I would imagine there are multiple redundancies so that something like this does not happen — especially at the Oscars! But there’s one thing the Academy possibly didn’t consider, or forgot, for this year’s winner cards: typography.
Typography. The class I dreaded taking the most back in college. Who cares about typography? Fonts? Kerning? Serif/Sans-Serif?
Apparently, every designer.
You will never look at typography the same again after this class.
This was the first thing my professor said after introducing himself and welcoming us into his class. He was a shorter man, British, wearing an ascot and smoking a cigarette (no, I was not in college back in the 50’s, this professor was just a special kind of bizarre). At this point in my design career, fonts were the furthest thing from my train of thought. I was interested in speeding through Graphic Design so that I could get into animation and special effects for film (clearly I detoured somewhere). Typeface? Not on my list.
It wasn’t until a month or so later, I was sitting in the movie theater waiting for my film to start when the previews started to roll. I leaned over to my friend (also from my class) and said very dismissively, “Can you believe the kerning on those titles?”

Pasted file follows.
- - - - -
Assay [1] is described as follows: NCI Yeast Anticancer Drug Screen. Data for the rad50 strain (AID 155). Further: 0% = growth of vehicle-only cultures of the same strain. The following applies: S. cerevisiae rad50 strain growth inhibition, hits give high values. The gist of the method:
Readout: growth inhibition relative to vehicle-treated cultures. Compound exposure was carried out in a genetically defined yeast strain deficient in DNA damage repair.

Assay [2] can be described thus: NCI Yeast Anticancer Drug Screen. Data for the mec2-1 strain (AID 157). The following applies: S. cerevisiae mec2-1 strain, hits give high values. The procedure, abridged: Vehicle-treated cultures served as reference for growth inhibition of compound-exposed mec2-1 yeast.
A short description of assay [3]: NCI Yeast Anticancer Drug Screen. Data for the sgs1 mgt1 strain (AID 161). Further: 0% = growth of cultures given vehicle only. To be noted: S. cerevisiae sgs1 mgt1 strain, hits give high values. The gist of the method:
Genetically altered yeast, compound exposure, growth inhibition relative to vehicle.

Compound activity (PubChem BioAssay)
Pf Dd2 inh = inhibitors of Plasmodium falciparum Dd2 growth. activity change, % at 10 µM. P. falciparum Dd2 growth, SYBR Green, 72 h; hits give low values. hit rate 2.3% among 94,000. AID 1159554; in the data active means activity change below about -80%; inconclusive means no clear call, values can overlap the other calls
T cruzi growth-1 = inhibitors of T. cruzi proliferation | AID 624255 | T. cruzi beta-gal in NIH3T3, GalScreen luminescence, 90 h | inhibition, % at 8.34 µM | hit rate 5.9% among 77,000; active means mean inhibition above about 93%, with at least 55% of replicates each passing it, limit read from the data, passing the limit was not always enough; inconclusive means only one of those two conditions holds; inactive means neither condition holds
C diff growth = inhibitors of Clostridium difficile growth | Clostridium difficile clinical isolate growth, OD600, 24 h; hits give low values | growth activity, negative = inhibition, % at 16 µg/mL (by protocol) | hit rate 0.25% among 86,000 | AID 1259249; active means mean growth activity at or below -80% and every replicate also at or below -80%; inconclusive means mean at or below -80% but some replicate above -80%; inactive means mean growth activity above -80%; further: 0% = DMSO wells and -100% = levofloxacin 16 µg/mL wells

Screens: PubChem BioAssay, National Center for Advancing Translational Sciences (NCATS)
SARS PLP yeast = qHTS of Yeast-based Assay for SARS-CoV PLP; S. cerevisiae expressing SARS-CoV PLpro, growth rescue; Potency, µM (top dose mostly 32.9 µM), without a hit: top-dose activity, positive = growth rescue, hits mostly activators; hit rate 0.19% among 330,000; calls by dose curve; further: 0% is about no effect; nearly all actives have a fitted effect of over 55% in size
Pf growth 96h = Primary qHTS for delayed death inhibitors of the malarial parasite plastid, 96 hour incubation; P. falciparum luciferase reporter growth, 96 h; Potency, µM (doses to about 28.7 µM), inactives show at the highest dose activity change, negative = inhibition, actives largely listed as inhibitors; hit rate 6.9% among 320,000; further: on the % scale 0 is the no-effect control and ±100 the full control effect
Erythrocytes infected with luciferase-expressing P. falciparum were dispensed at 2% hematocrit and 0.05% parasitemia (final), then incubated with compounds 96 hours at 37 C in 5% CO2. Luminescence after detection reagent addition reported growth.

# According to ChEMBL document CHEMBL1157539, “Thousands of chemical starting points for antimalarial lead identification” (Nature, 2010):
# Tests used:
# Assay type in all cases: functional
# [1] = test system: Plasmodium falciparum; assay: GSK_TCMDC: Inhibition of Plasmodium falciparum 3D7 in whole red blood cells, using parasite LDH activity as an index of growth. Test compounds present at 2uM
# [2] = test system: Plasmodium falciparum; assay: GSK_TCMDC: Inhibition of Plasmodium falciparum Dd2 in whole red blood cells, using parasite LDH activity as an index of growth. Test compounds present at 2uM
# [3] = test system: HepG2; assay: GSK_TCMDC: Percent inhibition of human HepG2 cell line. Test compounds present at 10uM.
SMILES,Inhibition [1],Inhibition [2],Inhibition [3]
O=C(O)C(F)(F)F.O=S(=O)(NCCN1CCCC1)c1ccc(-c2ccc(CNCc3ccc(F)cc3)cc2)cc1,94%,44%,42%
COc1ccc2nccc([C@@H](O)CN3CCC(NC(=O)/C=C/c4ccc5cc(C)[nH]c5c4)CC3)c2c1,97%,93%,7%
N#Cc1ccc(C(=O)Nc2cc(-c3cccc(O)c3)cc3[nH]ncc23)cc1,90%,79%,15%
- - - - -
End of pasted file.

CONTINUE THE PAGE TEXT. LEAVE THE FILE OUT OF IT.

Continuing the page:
Son of a bitch. I cared about typography. Mr. British-Ascot was right. Now years later, I really care about typography. I notice constantly when an excellent typeface is used and of course when it isn’t. I’ve turned into the guy that will spend 30 minutes watching an Apple WWDC presentation about the introduction of the San Francisco typeface.
Benjamin Bannister‘s article brought me back to when I began to enjoy the purpose of a good typeface. Why choosing the correct fonts, spacing, colors, layout, etc., are so vital to conveying a message and clarifying legibility. During The Oscars, typeface on the card didn’t even cross my mind as I was too swept up in the drama of what was happening. But, it all makes perfect sense. This article is a perfect dissection of what happens when design is overlooked.
Typography matters. And as I once told, “You will never look at typography the same again.”